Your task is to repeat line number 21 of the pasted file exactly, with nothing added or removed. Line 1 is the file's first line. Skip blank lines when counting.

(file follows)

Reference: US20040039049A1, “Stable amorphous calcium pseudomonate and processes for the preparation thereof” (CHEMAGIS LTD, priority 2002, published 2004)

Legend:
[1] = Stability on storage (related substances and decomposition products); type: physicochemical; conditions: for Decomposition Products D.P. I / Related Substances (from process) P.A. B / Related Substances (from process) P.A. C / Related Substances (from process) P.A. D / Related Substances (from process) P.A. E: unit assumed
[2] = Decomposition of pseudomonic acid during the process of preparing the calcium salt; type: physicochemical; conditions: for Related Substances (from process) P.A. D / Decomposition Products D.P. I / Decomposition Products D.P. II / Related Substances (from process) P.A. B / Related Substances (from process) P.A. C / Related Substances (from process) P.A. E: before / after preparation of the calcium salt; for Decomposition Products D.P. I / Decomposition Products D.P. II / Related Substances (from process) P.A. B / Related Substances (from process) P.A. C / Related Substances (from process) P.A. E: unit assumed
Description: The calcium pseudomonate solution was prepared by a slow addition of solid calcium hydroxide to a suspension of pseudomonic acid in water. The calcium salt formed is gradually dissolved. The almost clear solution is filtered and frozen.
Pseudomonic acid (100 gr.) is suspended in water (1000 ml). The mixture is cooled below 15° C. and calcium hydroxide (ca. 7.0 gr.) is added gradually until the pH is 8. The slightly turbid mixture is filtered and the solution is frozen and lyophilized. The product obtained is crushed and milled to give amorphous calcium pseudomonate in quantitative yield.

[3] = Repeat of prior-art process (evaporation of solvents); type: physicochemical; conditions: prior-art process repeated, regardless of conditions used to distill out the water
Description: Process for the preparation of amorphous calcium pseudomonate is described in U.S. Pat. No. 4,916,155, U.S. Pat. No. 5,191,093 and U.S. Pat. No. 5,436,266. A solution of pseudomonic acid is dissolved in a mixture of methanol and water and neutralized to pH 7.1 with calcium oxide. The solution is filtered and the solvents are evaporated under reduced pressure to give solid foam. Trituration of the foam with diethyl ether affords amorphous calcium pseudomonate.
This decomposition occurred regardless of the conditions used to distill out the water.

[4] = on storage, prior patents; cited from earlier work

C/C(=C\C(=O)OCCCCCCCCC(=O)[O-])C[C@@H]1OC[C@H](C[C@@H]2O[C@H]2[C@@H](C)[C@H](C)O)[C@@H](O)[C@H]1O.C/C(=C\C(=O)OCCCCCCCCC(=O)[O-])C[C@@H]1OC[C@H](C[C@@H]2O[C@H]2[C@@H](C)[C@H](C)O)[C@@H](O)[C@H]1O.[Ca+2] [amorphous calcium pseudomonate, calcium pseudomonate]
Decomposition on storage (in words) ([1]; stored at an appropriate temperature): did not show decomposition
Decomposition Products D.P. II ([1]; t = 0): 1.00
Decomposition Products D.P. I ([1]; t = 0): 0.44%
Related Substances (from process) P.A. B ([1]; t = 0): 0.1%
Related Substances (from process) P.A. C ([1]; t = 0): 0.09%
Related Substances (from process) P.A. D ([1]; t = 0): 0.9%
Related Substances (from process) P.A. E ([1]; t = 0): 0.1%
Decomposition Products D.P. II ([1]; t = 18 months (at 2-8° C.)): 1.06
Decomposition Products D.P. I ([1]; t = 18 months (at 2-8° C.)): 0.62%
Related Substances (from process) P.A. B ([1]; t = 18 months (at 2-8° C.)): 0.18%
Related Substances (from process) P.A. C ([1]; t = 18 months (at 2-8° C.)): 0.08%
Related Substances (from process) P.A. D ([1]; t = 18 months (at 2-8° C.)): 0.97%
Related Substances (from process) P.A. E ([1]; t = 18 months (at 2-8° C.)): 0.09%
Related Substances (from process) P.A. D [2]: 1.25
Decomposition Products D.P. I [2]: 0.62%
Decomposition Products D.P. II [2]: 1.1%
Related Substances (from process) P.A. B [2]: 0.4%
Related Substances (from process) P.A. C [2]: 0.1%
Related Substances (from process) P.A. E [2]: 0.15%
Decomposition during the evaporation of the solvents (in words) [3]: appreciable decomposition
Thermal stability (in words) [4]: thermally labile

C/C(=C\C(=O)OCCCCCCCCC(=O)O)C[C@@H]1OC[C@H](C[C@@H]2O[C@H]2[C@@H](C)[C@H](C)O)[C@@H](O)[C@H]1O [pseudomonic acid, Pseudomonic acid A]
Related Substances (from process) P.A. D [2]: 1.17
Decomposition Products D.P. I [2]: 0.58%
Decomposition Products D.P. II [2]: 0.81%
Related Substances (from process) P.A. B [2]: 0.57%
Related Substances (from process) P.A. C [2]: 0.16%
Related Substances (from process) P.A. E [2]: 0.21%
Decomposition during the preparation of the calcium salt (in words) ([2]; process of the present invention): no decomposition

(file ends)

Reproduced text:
Related Substances (from process) P.A. B ([1]; t = 18 months (at 2-8° C.)): 0.18%